G Emilien, M Ponchon, C Caldas, O Isacson, JM Maloteaux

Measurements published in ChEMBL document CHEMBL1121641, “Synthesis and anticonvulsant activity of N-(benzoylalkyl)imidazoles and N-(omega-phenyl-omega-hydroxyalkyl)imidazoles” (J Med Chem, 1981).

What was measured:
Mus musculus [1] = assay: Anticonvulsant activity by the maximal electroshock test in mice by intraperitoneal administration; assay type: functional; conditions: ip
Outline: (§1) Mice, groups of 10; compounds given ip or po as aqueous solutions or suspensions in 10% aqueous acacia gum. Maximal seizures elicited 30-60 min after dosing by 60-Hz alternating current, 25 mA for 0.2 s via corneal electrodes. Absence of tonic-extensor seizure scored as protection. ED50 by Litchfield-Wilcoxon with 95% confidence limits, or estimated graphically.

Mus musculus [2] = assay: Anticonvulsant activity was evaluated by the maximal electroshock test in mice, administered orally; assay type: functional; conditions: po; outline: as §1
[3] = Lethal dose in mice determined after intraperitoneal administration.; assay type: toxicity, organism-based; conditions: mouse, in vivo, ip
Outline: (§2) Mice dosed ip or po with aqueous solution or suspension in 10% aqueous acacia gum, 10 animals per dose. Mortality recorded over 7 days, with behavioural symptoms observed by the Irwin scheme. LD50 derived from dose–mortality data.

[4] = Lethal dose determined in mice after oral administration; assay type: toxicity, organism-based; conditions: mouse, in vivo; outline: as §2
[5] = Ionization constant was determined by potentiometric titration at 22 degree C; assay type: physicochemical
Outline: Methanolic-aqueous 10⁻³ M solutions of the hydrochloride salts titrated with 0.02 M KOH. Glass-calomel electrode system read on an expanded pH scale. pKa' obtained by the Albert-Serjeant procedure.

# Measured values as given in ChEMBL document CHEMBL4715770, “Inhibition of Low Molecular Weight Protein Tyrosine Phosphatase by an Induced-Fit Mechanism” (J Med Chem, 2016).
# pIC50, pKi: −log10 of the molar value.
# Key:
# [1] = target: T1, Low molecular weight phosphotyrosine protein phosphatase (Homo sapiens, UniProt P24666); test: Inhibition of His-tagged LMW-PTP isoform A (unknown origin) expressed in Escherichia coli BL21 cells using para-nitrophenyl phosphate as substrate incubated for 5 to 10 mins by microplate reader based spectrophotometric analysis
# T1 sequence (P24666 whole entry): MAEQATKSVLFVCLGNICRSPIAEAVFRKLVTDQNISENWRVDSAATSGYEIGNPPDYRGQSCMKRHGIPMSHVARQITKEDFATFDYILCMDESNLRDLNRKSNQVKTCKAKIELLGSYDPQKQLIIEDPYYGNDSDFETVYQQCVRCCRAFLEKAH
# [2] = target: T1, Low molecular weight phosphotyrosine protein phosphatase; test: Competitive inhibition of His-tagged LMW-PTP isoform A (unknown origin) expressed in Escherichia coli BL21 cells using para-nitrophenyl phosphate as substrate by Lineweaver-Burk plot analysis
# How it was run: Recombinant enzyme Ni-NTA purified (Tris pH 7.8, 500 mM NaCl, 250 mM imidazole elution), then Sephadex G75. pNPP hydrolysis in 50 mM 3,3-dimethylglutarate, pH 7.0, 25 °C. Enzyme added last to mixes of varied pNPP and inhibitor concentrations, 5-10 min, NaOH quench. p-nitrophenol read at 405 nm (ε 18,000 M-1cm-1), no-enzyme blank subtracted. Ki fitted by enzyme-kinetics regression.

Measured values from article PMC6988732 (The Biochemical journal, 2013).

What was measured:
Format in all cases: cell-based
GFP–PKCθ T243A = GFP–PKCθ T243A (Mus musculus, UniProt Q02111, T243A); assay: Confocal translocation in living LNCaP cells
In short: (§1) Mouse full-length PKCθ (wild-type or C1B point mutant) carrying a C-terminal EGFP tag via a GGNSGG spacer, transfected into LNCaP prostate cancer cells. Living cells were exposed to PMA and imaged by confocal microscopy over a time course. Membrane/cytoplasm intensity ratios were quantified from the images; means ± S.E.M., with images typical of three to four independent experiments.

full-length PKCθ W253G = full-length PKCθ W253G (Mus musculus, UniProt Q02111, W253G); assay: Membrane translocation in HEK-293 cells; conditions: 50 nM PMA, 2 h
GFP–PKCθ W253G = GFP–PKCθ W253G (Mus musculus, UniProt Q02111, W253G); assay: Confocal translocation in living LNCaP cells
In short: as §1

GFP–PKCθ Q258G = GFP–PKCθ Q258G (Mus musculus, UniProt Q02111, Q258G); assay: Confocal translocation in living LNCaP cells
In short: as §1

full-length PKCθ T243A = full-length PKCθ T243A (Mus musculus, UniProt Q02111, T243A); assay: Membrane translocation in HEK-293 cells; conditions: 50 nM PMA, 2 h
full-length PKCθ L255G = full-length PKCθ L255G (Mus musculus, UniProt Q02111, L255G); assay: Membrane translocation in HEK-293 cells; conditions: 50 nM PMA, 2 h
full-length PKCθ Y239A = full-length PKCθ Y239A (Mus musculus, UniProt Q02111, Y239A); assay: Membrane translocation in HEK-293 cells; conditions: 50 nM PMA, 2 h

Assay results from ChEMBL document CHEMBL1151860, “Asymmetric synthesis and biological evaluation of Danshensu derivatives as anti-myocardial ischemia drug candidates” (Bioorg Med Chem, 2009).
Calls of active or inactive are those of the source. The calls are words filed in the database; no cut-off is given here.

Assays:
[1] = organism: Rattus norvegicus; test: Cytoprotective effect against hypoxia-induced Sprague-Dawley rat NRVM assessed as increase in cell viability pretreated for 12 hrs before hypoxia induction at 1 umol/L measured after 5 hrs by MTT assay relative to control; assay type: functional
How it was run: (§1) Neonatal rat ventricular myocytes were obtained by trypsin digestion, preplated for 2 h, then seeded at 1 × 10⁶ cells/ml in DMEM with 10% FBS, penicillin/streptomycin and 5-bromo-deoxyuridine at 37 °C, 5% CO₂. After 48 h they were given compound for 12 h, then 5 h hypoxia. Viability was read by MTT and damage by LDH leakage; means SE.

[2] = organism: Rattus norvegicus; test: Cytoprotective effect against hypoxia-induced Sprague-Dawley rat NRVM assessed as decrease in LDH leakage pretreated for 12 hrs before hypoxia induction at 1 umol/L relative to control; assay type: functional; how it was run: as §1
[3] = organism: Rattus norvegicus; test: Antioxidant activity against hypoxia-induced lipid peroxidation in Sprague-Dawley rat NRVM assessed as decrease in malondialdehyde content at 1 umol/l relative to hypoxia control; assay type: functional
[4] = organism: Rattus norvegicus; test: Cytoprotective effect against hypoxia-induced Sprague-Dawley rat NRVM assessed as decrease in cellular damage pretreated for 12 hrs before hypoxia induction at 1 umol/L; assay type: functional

Genomics, particularly high-throughput sequencing and characterization of expressed human genes, has created new opportunities for drug discovery. Knowledge of all the human genes and their functions may allow effective preventive measures, and change drug research strategy and drug discovery development processes. Pharmacogenomics is the application of genomic technologies such as gene sequencing, statistical genetics, and gene expression analysis to drugs in clinical development and on the market. It applies the large-scale systematic approaches of genomics to speed the discovery of drug response markers, whether they act at the level of the drug target, drug metabolism, or disease pathways. The potential implication of genomics and pharmacogenomics in clinical research and clinical medicine is that disease could be treated according to genetic and specific individual markers, selecting medications and dosages that are optimized for individual patients. The possibility of defining patient populations genetically may improve outcomes by predicting individual responses to drugs, and could improve safety and efficacy in therapeutic areas such as neuropsychiatry, cardiovascular medicine, endocrinology (diabetes and obesity) and oncology. Ethical questions need to be addressed and guidelines established for the use of genomics in clinical research and clinical medicine. Significant achievements are possible with an interdisciplinary approach that includes genetic, technological and therapeutic measures.